Fat and Not Afraid

Respect and love are for EVERY body.

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Sowing Seeds of Change

February 25, 2012

"Great oaks from tiny acorns grow." This is a quote I'd get as a word tattoo, something that resonates with me. Today I planted some vegetable seeds nearly a month earlier than I usually do, normally having to wait until the Spring equinox to start and then waiting until after the first full moon in May to move or plant anything outside (and even then a late frost in June can mess up everything!) It's amazing how fast the Wheel turns here on the wet coast; there are crocuses on the front lawn, bulbs bursting out of the sandy soil in the beds at the front of the house where I didn't think ANYTHING was going to grow, seeds hanging from the maples and a blush of red where their leaves are starting, and tiny pink buds on the apple trees. A cold front has rolled in so it's not as warm as I'd like but it's still way better than what my family and friends are dealing with back home.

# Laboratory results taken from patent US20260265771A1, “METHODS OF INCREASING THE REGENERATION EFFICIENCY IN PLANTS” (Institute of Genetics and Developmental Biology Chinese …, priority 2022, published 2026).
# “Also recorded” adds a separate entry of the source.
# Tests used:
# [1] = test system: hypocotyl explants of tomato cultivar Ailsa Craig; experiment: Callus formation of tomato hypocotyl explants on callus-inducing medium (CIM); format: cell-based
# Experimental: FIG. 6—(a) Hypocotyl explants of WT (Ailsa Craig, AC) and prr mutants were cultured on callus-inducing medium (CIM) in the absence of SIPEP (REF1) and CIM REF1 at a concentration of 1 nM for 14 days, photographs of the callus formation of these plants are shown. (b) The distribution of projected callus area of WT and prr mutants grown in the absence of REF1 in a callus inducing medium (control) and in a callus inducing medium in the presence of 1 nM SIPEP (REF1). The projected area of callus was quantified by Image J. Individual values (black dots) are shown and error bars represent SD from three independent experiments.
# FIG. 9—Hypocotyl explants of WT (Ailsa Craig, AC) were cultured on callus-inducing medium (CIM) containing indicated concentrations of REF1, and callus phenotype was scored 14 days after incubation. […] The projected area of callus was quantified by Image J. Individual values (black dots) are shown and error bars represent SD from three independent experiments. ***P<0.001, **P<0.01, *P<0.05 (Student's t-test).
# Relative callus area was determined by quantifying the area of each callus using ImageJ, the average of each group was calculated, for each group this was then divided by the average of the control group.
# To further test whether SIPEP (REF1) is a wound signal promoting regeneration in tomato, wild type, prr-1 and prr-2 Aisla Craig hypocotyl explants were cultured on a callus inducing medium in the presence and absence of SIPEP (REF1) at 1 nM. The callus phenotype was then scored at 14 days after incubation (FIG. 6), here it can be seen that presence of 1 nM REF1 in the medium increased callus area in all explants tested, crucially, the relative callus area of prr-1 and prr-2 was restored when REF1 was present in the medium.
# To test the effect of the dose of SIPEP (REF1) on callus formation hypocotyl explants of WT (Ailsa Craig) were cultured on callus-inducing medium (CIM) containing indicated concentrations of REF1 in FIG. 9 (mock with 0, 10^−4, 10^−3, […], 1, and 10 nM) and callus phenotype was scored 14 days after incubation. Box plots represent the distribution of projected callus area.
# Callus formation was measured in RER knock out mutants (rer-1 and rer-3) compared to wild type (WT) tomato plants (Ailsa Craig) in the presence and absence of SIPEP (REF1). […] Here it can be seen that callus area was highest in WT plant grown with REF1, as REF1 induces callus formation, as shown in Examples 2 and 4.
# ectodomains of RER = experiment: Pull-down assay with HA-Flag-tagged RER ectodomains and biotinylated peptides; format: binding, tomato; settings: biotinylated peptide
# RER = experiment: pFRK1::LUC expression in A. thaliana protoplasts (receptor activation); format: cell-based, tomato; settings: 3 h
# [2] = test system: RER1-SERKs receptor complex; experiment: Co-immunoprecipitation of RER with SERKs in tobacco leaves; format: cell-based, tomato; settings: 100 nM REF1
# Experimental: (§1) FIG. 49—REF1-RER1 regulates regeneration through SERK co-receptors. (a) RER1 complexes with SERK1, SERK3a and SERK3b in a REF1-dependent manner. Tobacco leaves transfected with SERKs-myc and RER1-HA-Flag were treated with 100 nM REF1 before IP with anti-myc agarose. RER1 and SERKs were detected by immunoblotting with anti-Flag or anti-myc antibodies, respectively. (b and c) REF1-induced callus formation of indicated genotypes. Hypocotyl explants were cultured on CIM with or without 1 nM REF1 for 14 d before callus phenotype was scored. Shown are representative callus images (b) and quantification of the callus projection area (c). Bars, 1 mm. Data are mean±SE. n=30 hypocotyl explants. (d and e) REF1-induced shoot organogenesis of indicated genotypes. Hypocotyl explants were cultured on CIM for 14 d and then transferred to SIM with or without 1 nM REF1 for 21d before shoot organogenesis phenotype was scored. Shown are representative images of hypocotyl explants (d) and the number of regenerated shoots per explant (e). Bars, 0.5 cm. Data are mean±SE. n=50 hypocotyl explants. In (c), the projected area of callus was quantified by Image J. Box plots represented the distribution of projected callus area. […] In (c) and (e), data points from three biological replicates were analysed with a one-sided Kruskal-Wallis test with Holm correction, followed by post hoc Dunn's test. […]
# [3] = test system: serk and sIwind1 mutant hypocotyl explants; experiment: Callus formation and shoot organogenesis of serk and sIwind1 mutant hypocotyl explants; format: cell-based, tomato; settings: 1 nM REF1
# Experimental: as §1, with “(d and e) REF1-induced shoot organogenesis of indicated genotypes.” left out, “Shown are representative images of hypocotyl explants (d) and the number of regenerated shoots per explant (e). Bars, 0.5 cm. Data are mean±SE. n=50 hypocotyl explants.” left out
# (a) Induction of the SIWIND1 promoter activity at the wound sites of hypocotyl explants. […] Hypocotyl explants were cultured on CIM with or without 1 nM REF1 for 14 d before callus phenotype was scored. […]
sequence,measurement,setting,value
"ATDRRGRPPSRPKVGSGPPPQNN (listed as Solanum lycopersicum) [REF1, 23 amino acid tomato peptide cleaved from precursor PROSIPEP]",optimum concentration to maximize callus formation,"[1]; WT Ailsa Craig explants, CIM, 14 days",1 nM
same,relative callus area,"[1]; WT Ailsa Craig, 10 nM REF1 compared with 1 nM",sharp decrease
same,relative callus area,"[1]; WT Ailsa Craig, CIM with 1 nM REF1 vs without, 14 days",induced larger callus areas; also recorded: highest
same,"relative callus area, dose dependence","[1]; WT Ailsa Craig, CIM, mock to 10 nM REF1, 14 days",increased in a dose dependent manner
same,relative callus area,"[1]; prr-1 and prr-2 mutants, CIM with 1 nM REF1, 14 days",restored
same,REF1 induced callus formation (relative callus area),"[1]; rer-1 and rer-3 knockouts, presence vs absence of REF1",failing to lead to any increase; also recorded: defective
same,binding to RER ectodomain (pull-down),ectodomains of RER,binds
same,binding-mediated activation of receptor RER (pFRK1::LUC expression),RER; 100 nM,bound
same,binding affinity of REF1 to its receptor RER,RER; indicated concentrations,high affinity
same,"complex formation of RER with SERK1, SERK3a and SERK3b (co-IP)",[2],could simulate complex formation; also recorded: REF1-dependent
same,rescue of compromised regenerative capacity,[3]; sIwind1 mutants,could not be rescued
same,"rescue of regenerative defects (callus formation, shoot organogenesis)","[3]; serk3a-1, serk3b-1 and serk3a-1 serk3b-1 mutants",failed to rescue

I planted my seeds in rinsed out paper coffee cups and some toilet paper rolls (without the toilet paper), propping up a couple that want to fall over with the chopped rim of another, too large cup. The seeds were some I'd kept from food from the farmer's market, and the tomatoes and peppers were bought from a local organic farm. In about 65 days I should have a bounteous harvest but for now the 'checking the pots every day to see if they've sprouted yet' game begins. I love the concept of urban agriculture; I've always wanted my own land and thought that I'd never get it. Farmland is expensive! But you can have a good harvest right off your patio, or from your lawn, if you know how. There's another reason that I plant food though;  Small, strong, local economies are our future. Free trade, global economics, and capitalism have so completely failed us as a species it's terrifying to contemplate, so instead I sow seeds, literally and figuratively. Small changes, teaspoons against an ocean of 'this is how it is', makes ripples and creates ongoing effects. My little pots on the counter are a symbol of my defiance-the systems in place can't make me buy ALL of their food. I'm still free to grown at least some of my own. I can collect rainwater, reuse things from around the house instead of buying more and more and more. Reduce, reuse, recycle, right? Fat acceptance is a part of this the radical idea that ALL bodies deserve respect and love, and so is feminism, my faith, the way I raise my son (or try too), where I shop, what I eat, and more. Today was about planting literal seeds. The blog is for figurative ones.


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